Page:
What would the failure rate be if we deployed them in a refugee camp? Would the manufacturer - either Eveready, or the plant which makes them in China, be willing to make small design changes or product a special edition, or would we hit dead ends unless we were willing to have a custom model produced from scratch (a whole different line of business.)
My hope is that we can rely on the open source approach to solve many of these problems - that as long as all of our intellectual property is open, then domain experts can help us find answers to all the questions that come up, without feeling like they are helping a for-profit or partisan group. Free IP means freedom to participate for many people. We can give the companies who produce the products we want tweaked or improved the ideas on how to do it, and they can use them or not as they please.
My estimate is that it will take 10 to 15 years for this approach to be fully vested - tried in the field, failures identified and rectified, and technologies matured to the point where it becomes obvious to all parties that we have a scalable solution. Whole systems design is hard, and takes time, and a lot of lives are at stake.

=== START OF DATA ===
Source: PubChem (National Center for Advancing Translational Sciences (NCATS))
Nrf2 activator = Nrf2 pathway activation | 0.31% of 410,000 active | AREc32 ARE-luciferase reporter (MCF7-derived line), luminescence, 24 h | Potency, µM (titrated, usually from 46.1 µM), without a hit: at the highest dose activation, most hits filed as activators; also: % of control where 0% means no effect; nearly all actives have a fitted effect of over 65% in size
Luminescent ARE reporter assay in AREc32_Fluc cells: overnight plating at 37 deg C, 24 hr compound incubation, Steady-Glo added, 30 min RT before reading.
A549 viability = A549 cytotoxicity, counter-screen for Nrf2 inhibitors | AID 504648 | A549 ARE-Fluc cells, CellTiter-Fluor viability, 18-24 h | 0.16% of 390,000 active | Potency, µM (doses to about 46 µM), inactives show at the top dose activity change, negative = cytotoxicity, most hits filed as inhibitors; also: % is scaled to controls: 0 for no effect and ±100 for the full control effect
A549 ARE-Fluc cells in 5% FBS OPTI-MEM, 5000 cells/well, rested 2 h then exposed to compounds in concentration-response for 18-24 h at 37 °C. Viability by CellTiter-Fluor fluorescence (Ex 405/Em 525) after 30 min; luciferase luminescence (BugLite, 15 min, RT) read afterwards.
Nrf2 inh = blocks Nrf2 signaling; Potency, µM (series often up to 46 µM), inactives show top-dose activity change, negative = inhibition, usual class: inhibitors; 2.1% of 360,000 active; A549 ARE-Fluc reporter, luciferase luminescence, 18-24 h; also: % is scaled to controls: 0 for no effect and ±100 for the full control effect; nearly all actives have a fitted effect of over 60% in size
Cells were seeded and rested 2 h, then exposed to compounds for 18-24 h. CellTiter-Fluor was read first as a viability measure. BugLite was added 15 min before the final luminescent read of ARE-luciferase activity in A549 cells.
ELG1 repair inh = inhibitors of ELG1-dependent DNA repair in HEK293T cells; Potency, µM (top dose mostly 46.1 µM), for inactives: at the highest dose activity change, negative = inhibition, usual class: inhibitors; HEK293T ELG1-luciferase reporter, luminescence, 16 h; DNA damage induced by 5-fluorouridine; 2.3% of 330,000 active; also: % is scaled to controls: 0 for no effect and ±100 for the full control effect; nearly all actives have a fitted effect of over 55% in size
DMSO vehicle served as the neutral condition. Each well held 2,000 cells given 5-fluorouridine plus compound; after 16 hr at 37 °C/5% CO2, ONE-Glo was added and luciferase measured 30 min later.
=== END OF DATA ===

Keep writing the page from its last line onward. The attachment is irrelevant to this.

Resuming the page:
But if we don't start now, we aren't going to have that fully finished solution 10 or 15 years down the line.
This is not to say that we could not push much harder and much faster - deploy units in the field and just see what happens, and learn by doing. But to have confidence in that approach I'm going to need a really experienced NGO-type to vett the project in serious detail and guide basically every step. I'm not prepared to have somebody die because I sent the wrong brand of duct tape or the stove turns out to perform poorly on the available fuels where it was sent.
PS: the $200 number is padded for a more expensive toilet, and for a share of village-scale utilities like the one-per-village 2 kilowatt central power utility.
PPS: http://www.rmi.org/sitepages/pid560.php (the Sustainable Settlements Charette, where a lot of the definition of scope happened)
http://worldchanging.com/archives/002202.html (some older writing I did on infrastructure which might help fill in some details in my unusual perspective on this stuff.)